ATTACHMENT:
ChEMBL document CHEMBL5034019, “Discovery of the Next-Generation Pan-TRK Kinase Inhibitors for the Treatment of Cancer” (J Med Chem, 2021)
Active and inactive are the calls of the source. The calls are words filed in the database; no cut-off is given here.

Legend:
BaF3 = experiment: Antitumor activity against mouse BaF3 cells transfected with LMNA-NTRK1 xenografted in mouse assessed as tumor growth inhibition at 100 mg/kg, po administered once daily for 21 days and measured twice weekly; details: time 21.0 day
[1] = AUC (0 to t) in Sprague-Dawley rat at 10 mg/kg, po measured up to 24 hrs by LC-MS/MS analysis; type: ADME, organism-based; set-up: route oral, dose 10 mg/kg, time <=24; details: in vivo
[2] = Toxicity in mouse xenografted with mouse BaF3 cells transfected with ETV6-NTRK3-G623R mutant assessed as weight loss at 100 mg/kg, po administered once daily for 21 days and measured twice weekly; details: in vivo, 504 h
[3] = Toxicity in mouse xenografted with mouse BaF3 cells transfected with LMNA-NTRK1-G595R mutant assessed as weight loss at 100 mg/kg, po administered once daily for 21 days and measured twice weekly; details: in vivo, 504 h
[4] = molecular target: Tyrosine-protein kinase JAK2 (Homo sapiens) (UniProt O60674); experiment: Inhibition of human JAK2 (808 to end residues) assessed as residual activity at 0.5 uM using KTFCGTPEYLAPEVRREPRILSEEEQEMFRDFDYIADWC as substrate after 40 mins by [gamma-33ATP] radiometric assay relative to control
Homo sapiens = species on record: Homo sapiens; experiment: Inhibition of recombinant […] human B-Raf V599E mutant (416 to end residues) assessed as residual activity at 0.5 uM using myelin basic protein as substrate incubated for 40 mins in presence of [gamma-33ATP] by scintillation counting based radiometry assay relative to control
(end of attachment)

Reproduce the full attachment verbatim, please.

ChEMBL document CHEMBL5034019, “Discovery of the Next-Generation Pan-TRK Kinase Inhibitors for the Treatment of Cancer” (J Med Chem, 2021)
Active and inactive are the calls of the source. The calls are words filed in the database; no cut-off is given here.

Legend:
BaF3 = experiment: Antitumor activity against mouse BaF3 cells transfected with LMNA-NTRK1 xenografted in mouse assessed as tumor growth inhibition at 100 mg/kg, po administered once daily for 21 days and measured twice weekly; details: time 21.0 day
[1] = AUC (0 to t) in Sprague-Dawley rat at 10 mg/kg, po measured up to 24 hrs by LC-MS/MS analysis; type: ADME, organism-based; set-up: route oral, dose 10 mg/kg, time <=24; details: in vivo
[2] = Toxicity in mouse xenografted with mouse BaF3 cells transfected with ETV6-NTRK3-G623R mutant assessed as weight loss at 100 mg/kg, po administered once daily for 21 days and measured twice weekly; details: in vivo, 504 h
[3] = Toxicity in mouse xenografted with mouse BaF3 cells transfected with LMNA-NTRK1-G595R mutant assessed as weight loss at 100 mg/kg, po administered once daily for 21 days and measured twice weekly; details: in vivo, 504 h
[4] = molecular target: Tyrosine-protein kinase JAK2 (Homo sapiens) (UniProt O60674); experiment: Inhibition of human JAK2 (808 to end residues) assessed as residual activity at 0.5 uM using KTFCGTPEYLAPEVRREPRILSEEEQEMFRDFDYIADWC as substrate after 40 mins by [gamma-33ATP] radiometric assay relative to control
Homo sapiens = species on record: Homo sapiens; experiment: Inhibition of recombinant […] human B-Raf V599E mutant (416 to end residues) assessed as residual activity at 0.5 uM using myelin basic protein as substrate incubated for 40 mins in presence of [gamma-33ATP] by scintillation counting based radiometry assay relative to control